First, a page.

Mitral valve surgery earns distinction for cardiac programNational foundation recognizes Heart Institute’s case volumes, superior outcomes in surgical repairs to halt degenerative disease.
The UW Medicine Heart Institute in Seattle is the nation’s newest Mitral Valve Repair Reference Center, becoming the only such site in the Pacific Northwest.
The distinction was formalized today by the American Heart Association and the Mitral Foundation. It recognizes UW Medicine’s record of case volumes and superior clinical outcomes over the past three years among patients who underwent surgery to repair degenerative mitral valve disease.
“The focus is to maximize durable surgical repair in patients whose main problem is primary mitral valve abnormalities, not secondary pathologies,” said Dr. Gabriel Aldea, a professor of surgery at the University of Washington School of Medicine.
Surgical repairs have been the gold standard of care for decades. With advanced techniques performed by experienced hands, the success rate is better than 95% and mortality rate is less than 1%, Aldea said. Patients who have a successful surgical mitral valve repair often regain access to a normal life expectancy without activity restrictions.
To expect that quality of result, patients should seek care at a center with high volumes of those repairs and outcomes verified by an outside party as successful and durable, he added.
Aldea is UW Medicine’s chief of cardiac surgery and performed most of the healthcare system’s 61 mitral-valve reconstructions in 2021. A “center” designation requires 50 such procedures per year for three consecutive years, a corresponding valve-repair rate of 95% or better, and a patient-mortality rate of less than 1%. The designation must be earned annually.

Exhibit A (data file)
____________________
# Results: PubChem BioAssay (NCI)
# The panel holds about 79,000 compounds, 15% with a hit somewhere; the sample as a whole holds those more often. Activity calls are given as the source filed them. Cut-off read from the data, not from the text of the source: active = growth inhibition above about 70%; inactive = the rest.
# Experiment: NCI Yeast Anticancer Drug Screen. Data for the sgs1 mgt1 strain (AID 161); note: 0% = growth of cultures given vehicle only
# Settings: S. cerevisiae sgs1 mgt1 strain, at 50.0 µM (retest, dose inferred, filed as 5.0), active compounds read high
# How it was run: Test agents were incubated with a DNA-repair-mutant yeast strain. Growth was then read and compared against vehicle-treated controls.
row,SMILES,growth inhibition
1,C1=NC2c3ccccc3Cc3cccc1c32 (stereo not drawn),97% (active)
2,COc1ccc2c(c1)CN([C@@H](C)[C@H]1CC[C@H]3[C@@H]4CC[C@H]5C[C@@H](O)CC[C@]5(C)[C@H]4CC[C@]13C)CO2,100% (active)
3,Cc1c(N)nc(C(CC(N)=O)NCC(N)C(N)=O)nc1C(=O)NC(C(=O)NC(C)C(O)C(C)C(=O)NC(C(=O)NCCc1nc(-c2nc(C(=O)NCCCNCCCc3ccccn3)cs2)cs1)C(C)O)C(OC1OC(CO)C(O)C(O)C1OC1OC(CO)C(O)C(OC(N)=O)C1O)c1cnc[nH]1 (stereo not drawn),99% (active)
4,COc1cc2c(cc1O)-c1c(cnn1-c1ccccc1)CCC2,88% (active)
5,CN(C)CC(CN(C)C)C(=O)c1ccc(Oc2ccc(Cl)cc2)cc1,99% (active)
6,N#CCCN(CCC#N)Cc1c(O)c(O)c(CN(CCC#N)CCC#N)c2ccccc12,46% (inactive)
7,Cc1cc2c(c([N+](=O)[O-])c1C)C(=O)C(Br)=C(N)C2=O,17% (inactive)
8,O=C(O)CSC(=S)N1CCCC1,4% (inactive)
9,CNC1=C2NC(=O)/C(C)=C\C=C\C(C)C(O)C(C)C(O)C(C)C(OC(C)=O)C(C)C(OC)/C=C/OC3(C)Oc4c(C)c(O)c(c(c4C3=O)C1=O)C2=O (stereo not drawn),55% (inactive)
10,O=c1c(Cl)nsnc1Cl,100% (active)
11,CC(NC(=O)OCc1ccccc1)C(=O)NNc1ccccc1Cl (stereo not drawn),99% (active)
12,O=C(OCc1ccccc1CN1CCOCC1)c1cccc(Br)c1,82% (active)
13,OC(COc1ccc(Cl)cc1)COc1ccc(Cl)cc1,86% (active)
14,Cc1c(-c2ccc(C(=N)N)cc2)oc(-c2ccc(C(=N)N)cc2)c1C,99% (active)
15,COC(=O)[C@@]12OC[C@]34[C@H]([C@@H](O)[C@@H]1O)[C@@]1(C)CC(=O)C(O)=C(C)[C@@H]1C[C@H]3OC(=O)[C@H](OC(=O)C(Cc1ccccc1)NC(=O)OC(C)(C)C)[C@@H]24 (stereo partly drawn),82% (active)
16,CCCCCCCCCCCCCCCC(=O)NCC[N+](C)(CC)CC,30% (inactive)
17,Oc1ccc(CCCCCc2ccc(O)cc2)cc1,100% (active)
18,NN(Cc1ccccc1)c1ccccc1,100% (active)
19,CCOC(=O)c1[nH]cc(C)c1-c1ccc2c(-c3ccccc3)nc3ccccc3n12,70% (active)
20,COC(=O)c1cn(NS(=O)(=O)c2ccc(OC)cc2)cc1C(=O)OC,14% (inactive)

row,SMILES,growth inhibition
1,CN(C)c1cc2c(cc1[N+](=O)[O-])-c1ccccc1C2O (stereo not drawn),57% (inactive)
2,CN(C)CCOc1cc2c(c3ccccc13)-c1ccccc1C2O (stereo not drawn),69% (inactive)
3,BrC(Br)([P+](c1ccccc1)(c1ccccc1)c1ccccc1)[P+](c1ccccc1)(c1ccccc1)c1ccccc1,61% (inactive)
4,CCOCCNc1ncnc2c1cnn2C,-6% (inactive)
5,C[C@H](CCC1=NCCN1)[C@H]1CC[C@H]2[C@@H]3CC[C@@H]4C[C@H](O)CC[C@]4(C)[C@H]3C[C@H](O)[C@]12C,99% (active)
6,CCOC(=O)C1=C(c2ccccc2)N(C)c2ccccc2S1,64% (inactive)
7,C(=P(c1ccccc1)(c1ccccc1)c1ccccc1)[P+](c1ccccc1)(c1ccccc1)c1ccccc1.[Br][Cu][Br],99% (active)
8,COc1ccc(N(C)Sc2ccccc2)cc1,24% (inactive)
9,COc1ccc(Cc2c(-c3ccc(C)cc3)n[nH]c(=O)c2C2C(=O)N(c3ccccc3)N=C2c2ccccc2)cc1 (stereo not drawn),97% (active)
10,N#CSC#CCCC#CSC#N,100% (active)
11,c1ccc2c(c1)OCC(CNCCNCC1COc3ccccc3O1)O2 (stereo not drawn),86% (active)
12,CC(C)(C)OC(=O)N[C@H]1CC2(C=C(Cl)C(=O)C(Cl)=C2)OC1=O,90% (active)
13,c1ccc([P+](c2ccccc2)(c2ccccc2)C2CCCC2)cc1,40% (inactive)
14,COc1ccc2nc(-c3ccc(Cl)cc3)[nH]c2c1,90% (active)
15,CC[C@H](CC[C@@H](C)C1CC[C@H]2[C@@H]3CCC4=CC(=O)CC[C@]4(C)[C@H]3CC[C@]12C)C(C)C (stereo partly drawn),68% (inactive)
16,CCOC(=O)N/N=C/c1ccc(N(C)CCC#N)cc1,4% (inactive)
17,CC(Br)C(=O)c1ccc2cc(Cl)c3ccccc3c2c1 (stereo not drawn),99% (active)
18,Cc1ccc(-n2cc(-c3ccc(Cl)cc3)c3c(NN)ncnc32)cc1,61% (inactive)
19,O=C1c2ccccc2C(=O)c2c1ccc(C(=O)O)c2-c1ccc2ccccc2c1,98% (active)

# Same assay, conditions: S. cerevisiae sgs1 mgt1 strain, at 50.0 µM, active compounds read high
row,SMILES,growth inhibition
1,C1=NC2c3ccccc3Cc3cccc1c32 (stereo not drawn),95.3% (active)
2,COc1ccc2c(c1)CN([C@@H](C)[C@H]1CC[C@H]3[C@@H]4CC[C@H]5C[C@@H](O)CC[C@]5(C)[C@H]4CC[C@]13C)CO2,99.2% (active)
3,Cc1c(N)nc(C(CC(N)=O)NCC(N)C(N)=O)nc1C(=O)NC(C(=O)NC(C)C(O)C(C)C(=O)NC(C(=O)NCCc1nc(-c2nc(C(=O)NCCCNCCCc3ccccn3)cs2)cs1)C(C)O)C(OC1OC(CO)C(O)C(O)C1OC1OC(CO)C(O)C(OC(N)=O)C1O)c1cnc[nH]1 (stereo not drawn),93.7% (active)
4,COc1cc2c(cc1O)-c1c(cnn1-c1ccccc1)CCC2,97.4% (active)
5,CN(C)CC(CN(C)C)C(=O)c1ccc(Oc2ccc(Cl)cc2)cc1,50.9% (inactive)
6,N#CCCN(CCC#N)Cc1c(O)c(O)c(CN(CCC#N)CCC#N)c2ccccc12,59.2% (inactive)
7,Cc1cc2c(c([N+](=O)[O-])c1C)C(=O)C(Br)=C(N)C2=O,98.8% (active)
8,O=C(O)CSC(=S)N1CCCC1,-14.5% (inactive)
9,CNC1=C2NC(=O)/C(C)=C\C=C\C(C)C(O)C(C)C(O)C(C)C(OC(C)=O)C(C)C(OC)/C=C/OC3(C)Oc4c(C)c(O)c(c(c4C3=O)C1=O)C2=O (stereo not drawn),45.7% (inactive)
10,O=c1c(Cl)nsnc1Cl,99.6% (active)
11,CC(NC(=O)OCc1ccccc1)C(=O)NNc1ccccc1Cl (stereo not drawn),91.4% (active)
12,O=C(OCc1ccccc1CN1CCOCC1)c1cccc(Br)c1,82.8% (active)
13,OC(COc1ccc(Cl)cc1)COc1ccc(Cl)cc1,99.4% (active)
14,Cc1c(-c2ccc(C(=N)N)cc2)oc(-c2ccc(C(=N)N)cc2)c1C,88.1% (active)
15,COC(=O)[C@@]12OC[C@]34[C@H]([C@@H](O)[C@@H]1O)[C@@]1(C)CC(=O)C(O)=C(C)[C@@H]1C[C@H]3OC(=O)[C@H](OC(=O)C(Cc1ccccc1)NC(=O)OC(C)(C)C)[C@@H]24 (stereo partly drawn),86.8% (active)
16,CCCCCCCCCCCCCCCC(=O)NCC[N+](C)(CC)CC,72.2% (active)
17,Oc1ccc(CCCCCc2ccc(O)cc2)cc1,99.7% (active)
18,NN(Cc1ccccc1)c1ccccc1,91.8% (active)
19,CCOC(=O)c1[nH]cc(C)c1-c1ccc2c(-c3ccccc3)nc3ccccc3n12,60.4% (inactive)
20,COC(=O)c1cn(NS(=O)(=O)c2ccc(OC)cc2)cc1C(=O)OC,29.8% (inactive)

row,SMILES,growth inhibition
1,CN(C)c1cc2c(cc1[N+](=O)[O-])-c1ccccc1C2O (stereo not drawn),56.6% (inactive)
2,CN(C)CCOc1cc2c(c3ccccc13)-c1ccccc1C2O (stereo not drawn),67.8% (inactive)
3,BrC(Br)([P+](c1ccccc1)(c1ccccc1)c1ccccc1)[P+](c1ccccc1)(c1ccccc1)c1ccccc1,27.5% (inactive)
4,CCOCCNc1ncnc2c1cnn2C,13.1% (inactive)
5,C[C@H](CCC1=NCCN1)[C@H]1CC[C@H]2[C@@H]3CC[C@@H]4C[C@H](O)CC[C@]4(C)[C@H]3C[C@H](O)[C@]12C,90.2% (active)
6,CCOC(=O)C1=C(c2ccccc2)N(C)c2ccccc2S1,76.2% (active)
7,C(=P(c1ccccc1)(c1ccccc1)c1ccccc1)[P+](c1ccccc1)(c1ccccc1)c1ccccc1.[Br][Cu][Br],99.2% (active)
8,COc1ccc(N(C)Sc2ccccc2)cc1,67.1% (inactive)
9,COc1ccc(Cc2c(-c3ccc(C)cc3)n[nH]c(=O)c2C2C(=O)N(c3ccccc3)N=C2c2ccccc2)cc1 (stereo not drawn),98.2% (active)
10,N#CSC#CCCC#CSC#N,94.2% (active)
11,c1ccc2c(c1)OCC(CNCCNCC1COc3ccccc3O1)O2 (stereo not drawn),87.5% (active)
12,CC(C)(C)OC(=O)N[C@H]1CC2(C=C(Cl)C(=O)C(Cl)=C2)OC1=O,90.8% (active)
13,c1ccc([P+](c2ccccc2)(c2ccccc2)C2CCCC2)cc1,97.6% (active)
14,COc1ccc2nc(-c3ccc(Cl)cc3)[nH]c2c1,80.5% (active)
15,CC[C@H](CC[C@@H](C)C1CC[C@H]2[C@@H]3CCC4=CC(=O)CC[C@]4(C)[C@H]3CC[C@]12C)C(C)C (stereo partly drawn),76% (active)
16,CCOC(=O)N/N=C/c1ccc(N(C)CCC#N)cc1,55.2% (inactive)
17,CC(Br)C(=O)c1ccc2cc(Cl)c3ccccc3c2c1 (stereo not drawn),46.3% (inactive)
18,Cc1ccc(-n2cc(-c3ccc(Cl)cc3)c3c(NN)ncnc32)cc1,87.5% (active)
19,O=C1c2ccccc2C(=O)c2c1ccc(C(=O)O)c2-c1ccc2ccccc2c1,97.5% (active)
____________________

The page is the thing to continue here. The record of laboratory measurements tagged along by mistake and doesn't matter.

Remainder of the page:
The designation applies to open surgeries that repair the existing mitral valve. Evidence shows these repairs have better durability and are associated with better patient survival than surgically placed biological or mechanical replacement valves as well as catheter-based valve replacements or repairs.
“Two decades’ worth of information shows us that valve repairs, no matter how complex, are way better than valve replacements. When you save someone's original valve, there is a 90% likelihood that they will require no further intervention during their lifetime,” Aldea said.
Although most mitral-valve repairs in the United States are straightforward procedures to resolve leaks, Aldea said 70% of those cases referred to UW Medicine involve complex anatomies—making the new designation a more notable achievement.
“We get referrals from community cardiologists and surgeons who are unsure whether they can perform the needed repair,” Aldea said, identifying complexities such as resurfacing and moving valve leaflets, which are routine for his team.
It also is the case, he said, that community cardiologists may direct patients with complex anatomies to receive mechanical replacements without considering the possibility of a surgical repair.
The Mitral Valve Repair Reference Center Award is based on standard-care guidelines last updated in 2020. A contributing author on the panel that wrote the update is Dr. Catherine Otto, a UW professor of cardiology.
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